within the Act the greater part of the commercial fishing fleet
as well as pleasure craft." A. Parks, The Law of Tug, Tow, and
Pilotage 845-46 (2d ed. 1982); see also Bass River Assoc. v.
Bass River Township, 573 F. Supp. 205 (D.N.J. 1983) (noting that
houseboats are subject to preferred ship mortgages).
Moreover, as the marina acknowledges, 46 U.S.C. App. § 922
was repealed by and re-enacted as 46 U.S.C. § 30101-31343. The
new statute defining a preferred mortgage, 46 U.S.C. § 31322
(from which the language excluding barges, etc., has been
omitted), was explicitly made effective January 1989, or
January 1990 for vessels for which an application for
documentation had been filed. See Note to 46 U.S.C.A. § 31322;
Pub.L. 100-710, Title I, § 107(a), Nov. 23, 1988. Moreover, the
language of section 31322 states that "a preferred mortgage is
a mortgage, whenever made," that complies with the specified
conditions. Because the Bank's mortgage, although agreed to in
1986, now complies with the conditions of this statute, it
qualifies as a preferred mortgage. Nothing in the language of
this section or the exceptions to the effective date indicate
that section 31322 only applies to mortgages made after the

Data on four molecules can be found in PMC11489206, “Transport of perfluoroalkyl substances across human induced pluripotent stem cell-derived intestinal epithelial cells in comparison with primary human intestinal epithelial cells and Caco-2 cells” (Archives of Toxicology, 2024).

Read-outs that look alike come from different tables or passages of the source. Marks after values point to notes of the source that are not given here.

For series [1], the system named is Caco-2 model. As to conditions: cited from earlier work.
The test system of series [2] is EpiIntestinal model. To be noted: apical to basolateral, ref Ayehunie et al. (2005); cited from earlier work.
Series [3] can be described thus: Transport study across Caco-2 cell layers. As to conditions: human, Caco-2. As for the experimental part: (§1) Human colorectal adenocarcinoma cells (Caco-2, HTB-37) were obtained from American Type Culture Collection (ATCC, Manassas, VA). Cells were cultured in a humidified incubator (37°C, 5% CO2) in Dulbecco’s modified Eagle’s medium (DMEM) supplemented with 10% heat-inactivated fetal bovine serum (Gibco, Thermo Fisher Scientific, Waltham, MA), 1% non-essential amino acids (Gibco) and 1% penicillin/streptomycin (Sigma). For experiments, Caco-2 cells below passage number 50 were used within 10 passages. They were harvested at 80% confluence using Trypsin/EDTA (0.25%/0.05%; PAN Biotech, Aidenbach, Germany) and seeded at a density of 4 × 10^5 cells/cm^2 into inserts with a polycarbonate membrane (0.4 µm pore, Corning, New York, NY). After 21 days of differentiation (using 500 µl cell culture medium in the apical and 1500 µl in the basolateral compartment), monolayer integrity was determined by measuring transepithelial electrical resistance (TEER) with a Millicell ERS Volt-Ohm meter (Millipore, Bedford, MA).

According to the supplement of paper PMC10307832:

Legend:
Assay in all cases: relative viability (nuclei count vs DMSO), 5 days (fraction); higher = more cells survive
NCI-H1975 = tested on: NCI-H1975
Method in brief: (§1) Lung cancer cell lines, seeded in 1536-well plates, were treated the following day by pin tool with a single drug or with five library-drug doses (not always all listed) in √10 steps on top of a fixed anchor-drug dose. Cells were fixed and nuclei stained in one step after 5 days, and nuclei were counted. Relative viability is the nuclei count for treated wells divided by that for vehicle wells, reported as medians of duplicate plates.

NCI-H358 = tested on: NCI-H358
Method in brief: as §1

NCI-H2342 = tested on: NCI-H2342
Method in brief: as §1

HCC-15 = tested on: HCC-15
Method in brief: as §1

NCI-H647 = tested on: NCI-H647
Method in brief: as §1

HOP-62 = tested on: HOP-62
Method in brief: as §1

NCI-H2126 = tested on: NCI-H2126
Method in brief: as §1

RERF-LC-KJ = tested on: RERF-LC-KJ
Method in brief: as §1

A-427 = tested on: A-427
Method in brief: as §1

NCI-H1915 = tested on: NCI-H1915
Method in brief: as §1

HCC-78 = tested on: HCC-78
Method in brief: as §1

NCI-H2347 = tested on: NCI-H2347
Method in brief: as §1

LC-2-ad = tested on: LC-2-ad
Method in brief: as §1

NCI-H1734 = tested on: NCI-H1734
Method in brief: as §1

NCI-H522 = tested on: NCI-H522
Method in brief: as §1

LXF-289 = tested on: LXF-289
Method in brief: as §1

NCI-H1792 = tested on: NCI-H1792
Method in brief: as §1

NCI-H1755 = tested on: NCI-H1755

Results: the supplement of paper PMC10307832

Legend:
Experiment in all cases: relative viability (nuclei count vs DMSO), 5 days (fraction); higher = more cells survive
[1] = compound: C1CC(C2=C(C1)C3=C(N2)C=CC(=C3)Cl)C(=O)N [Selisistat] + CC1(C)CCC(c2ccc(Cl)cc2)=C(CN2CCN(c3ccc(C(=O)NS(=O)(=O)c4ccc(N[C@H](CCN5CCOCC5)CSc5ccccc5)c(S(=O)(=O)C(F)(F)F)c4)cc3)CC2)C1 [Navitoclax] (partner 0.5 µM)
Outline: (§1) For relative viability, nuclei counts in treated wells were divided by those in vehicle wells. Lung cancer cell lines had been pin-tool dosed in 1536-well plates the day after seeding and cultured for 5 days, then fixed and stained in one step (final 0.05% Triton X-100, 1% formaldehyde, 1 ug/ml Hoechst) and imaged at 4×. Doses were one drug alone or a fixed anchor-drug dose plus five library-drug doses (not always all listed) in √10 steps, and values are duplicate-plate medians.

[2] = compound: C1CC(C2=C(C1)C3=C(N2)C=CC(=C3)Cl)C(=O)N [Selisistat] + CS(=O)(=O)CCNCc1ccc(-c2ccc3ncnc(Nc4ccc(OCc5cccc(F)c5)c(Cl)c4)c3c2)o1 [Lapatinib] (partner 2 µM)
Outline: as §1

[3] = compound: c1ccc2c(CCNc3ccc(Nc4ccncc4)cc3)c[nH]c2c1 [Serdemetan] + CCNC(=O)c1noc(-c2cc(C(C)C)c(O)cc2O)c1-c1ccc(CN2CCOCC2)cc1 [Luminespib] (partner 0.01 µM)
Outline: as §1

effective date. Indeed, the fact that section 31322
specifically does not apply to any civil action filed before
January 1, 1989, indicates that it governs all subsequently
filed actions, regardless of when the mortgage was originally
Rule C(2) of the Supplemental Rules for Admiralty and
Maritime Claims provides that, in order to institute an action
in rem, the complaint must be verified, the property must be
described with reasonable particularity, and the complaint must
state that the property is in the district or will be during
the pendency of the action. The original complaint filed by
plaintiff was not verified. Plaintiff has now submitted a
verified complaint that specifically describes the boat in
question. The complaint also states that the boat is in the
possession of the marina based in Freeport, Long Island, within
Having determined that the conditions for an action in rem
exist, the Court authorizes a warrant for the arrest of the
subject vessel to be issued, which warrant shall be delivered
by the Clerk of the Court to the U.S. Marshal for service. See
Supplemental Rule C(3). Pursuant to Rule E(4)(b), the marshal
shall take the ship into the marshal's possession for safe
custody. Pursuant to 46 U.S.C. § 31326(a), the Court orders
that the vessel be sold in order to enforce the Bank's
preferred mortgage lien. Any remaining funds shall be paid to
the marina toward satisfaction of its subordinate maritime
lien.*fn1 Id. In accordance with Supplemental Rule E(9)(c),
sale of the property shall be made by the marshal or deputy
marshal, and the proceeds of the sale shall be paid into the
court registry to be disposed of according to law.